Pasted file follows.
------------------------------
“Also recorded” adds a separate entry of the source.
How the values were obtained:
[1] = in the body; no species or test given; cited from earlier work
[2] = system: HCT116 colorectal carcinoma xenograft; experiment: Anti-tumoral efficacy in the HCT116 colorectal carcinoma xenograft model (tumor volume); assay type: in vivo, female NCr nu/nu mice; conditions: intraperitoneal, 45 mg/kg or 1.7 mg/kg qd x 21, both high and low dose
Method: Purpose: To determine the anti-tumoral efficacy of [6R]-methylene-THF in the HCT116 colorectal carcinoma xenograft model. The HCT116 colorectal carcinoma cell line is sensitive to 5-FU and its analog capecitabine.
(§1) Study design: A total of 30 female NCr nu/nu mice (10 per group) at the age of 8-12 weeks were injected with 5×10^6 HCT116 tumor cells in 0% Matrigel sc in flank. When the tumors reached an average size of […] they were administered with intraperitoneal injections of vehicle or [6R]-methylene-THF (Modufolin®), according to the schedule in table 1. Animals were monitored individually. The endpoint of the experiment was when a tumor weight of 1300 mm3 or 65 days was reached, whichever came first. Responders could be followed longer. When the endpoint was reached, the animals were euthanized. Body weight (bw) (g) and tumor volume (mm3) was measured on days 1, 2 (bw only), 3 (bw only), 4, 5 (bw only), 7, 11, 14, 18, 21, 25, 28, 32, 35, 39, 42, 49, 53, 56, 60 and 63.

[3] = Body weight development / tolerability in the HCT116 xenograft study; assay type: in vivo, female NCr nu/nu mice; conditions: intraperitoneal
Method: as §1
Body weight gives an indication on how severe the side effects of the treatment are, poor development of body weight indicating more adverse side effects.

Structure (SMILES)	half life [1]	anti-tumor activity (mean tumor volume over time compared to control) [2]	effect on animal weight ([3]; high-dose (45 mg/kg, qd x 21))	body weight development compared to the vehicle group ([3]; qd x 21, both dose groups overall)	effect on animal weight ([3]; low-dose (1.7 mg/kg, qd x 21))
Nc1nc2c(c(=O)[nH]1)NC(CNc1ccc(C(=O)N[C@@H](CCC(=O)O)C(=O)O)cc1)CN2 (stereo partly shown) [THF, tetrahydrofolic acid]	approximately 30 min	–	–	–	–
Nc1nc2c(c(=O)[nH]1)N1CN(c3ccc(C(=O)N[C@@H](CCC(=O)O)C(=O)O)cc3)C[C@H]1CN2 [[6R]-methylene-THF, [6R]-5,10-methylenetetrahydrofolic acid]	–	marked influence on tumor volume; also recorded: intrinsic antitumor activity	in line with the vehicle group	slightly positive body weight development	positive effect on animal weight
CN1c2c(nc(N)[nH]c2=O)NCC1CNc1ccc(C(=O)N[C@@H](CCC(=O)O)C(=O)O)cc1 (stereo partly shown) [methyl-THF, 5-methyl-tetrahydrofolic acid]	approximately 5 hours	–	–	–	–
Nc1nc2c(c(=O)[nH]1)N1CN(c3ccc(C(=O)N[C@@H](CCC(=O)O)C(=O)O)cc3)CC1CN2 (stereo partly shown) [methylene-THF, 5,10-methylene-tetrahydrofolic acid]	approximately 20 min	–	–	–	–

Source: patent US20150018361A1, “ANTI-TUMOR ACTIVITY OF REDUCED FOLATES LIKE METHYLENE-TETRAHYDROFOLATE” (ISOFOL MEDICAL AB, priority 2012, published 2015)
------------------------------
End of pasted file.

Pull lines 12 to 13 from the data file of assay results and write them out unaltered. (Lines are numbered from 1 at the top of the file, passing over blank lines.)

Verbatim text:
Nc1nc2c(c(=O)[nH]1)N1CN(c3ccc(C(=O)N[C@@H](CCC(=O)O)C(=O)O)cc3)C[C@H]1CN2 [[6R]-methylene-THF, [6R]-5,10-methylenetetrahydrofolic acid]	–	marked influence on tumor volume; also recorded: intrinsic antitumor activity	in line with the vehicle group	slightly positive body weight development	positive effect on animal weight
CN1c2c(nc(N)[nH]c2=O)NCC1CNc1ccc(C(=O)N[C@@H](CCC(=O)O)C(=O)O)cc1 (stereo partly shown) [methyl-THF, 5-methyl-tetrahydrofolic acid]	approximately 5 hours	–	–	–	–